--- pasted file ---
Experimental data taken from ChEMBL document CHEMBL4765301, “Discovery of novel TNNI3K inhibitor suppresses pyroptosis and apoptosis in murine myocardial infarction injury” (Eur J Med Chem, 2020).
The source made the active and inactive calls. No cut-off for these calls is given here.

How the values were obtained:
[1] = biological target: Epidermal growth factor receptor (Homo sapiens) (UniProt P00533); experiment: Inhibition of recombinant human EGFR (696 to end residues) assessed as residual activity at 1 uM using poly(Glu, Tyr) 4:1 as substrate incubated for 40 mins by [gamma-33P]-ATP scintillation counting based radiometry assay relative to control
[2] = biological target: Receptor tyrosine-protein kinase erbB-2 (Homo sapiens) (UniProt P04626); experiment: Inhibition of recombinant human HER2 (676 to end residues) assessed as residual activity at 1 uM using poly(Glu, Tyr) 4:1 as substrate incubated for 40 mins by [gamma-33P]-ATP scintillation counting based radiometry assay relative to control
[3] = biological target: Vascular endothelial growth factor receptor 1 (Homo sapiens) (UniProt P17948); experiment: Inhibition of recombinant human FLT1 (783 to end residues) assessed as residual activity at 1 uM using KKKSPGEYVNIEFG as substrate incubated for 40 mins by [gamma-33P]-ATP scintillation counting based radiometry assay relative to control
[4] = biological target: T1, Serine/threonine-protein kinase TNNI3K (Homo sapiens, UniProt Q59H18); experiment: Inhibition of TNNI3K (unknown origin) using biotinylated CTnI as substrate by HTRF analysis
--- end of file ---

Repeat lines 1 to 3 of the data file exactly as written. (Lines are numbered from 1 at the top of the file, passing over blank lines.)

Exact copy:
Experimental data taken from ChEMBL document CHEMBL4765301, “Discovery of novel TNNI3K inhibitor suppresses pyroptosis and apoptosis in murine myocardial infarction injury” (Eur J Med Chem, 2020).
The source made the active and inactive calls. No cut-off for these calls is given here.

How the values were obtained: